As if it weren’t official enough already, the subnote war is on. According to a Computex invitation from ASUS, the outfit is planning to not only showcase the Eee PC 901, but also a brand new variant that will likely go mano a mano with the 10-inch MSI Wind. We quote: “[ASUS] would also like to specially extend an invitation to you to attend the official global launch of the new Eee PC 901 and 1000 series.” There’s no details beyond that right there, but it’s plenty to whet our appetites on the heels of the 10.6-inch Eee PC 1001 evidence we’ve already collected
So would you count this machine as an UMPC? Well strictly no.
BBC reports on how Microsoft is making it easier and cheaper for manufacturers to put Windows XP on the current plethora of micro low cost laptops (such as the Asus EeePC) that are currently very popular.
The price cuts will only be available for ultra-portable laptops that meet a strict set of specifications.
The move is widely seen as an attempt by Microsoft to bolster its market share in one of the PC industry sectors showing growth.
Low-powered laptops, such as the Asus Eee PC, are proving hugely popular in developed nations and in projects trying to bridge the digital divide.
I am sure that (depsite the ease of use) the fact that many of these cheap laptops run Linux have put off many a purchaser (as does Mac OS X put off potential purchasers of the Mac) the fact that you will soon be able to have Windows XP on the laptop without a huge increase in the cost of the device will make these low cost laptops even more popular.
Regardless of whether we think these are good or bad devices, I have certainly seen quite a few now in the college, including one a student was using (with Windows XP on it) and a Three 3G dongle for access to the internet.
I think more and more of our learners will start to buy these. One of the main attractions other that price is the portability, the small size means it is very easy to carry on the bus or in a bag as you move around college. Before if you wanted a small micro laptop, the only real choice was from Sony and these cost a lot, five or six times the current price of the Asus EeePC.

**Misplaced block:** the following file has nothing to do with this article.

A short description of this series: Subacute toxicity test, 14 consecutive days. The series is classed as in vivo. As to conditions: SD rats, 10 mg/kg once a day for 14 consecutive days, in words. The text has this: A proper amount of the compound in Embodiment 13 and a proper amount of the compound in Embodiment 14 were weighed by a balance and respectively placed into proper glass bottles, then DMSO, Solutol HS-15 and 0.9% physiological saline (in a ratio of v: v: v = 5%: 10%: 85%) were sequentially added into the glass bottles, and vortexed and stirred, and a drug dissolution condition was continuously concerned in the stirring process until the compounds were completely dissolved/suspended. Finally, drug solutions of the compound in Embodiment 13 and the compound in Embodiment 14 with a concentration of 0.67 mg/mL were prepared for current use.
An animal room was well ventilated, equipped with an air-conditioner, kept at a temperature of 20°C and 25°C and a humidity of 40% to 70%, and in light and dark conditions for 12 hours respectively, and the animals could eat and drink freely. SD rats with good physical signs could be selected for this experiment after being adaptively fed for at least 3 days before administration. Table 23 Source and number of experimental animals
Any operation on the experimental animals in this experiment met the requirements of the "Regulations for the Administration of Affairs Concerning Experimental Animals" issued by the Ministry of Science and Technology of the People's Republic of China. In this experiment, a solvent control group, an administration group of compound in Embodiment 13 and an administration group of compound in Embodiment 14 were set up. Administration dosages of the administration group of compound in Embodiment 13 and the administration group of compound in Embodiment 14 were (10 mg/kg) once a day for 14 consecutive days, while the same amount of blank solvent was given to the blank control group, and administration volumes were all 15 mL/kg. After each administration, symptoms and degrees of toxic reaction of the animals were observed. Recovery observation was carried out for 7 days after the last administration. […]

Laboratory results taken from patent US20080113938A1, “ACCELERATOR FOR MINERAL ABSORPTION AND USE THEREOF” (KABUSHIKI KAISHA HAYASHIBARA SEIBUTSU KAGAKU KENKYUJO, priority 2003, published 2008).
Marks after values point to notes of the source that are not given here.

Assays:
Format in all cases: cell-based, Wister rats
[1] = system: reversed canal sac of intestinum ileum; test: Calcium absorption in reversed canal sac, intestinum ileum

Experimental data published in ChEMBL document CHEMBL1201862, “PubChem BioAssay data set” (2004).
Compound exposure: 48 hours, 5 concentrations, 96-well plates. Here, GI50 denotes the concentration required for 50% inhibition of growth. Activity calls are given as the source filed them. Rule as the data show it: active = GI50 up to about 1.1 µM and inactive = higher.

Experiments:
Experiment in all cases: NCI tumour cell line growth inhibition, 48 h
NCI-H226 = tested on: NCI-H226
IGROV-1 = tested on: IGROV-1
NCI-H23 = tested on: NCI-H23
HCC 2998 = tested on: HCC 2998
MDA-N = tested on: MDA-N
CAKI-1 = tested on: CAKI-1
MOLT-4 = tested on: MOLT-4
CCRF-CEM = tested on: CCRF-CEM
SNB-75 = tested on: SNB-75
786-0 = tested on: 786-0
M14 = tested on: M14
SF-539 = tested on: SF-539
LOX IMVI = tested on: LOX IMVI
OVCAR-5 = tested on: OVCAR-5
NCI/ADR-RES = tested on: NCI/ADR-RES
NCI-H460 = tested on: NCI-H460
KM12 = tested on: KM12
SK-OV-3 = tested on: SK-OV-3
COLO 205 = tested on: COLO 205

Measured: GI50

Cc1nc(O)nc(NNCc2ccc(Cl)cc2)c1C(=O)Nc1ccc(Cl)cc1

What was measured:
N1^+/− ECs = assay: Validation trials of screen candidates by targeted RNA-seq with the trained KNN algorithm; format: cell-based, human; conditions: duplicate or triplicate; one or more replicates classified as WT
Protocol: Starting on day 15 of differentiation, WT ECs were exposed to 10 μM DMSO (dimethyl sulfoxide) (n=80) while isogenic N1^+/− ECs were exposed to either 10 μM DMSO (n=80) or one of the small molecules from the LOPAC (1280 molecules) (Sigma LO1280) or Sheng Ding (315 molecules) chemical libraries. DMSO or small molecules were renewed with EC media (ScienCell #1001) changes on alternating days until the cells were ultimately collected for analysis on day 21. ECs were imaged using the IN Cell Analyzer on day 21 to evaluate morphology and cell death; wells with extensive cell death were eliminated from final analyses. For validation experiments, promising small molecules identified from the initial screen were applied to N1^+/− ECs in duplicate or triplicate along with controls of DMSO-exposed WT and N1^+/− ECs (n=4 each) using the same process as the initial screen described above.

Expect to see more of these devices in your college.
Engadget has a nice feature on the growth of Linux based UMPCs.
ASUS set the pace with Xandros on the Eee PC, and HP has tapped Novel SuSE Linux for the 2133 Mini-Note, but whereas the Eee’s positioning has been somewhat of a loose hybrid between an adult OLPC and the Nintendo Wii’s culture of global inclusion, the HP Mini-Note has been strongly focused on reckless, immature students while acknowledging potential for senior executives that have been known to share their temperament.
It’s interesting to see how this product niche has almost appeared from nowhere and is growing rapidly.
It seems to be a product that appeals to people who already own a computer, but want a laptop (and a small laptop at that) to complement it. The advantage of these little Linux laptops as well as the small size is the small price.
I have already seen quite a few of these laptops in college, brought in by learners, so I am expecting to see more of them.
Seems I am not the only one enamoured with Asus’ tiny little linux based UMPC.
The Asus EEE PC perched on my knee combines GNU software with a Linux kernel powered by an Intel Celeron Mobile Processor to produce a very extraordinary little laptop. It weighs less than a kilogram, starts up from cold in about 12 seconds and shuts down in five. It has no internal hard disk and no CD drive. It offers 512MB of RAM, 4GB of storage and a seven-inch display; wireless, dial-out modem and ethernet adaptors are available for networking and internet connections, three USB ports, mini-jack sockets for headphones and microphone, a VGA out, an SD card slot and a built-in webcam. All for about £200 – less than the price of a show, dinner and taxi for two in London’s West End.